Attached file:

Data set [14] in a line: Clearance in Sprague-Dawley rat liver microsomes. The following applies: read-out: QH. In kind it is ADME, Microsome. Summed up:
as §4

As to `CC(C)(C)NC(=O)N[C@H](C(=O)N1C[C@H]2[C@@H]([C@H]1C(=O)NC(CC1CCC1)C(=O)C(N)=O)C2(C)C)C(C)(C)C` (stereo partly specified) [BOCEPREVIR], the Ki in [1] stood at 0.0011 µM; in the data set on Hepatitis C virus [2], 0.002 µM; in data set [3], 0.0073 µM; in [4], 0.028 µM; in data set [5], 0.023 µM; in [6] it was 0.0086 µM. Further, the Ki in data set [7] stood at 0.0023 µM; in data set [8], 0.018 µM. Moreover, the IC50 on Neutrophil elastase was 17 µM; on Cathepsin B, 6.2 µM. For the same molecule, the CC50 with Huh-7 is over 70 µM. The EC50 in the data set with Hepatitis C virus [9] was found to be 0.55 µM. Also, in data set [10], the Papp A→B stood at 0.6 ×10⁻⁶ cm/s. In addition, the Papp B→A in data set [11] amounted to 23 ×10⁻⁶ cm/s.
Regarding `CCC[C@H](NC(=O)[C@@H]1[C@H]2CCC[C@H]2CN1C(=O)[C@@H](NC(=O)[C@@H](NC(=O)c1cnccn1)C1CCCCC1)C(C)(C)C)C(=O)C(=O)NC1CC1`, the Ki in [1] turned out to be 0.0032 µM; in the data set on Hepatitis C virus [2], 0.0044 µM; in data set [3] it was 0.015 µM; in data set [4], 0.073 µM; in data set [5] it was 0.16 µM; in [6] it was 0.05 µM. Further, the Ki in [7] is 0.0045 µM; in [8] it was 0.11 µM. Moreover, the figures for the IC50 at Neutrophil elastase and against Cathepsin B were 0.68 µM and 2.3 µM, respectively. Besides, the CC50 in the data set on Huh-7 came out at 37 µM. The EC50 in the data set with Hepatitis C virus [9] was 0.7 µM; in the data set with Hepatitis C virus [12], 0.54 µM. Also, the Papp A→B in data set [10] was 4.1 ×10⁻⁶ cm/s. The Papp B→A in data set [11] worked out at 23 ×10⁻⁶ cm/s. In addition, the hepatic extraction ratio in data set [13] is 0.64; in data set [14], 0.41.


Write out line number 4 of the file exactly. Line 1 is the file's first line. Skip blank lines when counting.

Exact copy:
Regarding `CCC[C@H](NC(=O)[C@@H]1[C@H]2CCC[C@H]2CN1C(=O)[C@@H](NC(=O)[C@@H](NC(=O)c1cnccn1)C1CCCCC1)C(C)(C)C)C(=O)C(=O)NC1CC1`, the Ki in [1] turned out to be 0.0032 µM; in the data set on Hepatitis C virus [2], 0.0044 µM; in data set [3] it was 0.015 µM; in data set [4], 0.073 µM; in data set [5] it was 0.16 µM; in [6] it was 0.05 µM. Further, the Ki in [7] is 0.0045 µM; in [8] it was 0.11 µM. Moreover, the figures for the IC50 at Neutrophil elastase and against Cathepsin B were 0.68 µM and 2.3 µM, respectively. Besides, the CC50 in the data set on Huh-7 came out at 37 µM. The EC50 in the data set with Hepatitis C virus [9] was 0.7 µM; in the data set with Hepatitis C virus [12], 0.54 µM. Also, the Papp A→B in data set [10] was 4.1 ×10⁻⁶ cm/s. The Papp B→A in data set [11] worked out at 23 ×10⁻⁶ cm/s. In addition, the hepatic extraction ratio in data set [13] is 0.64; in data set [14], 0.41.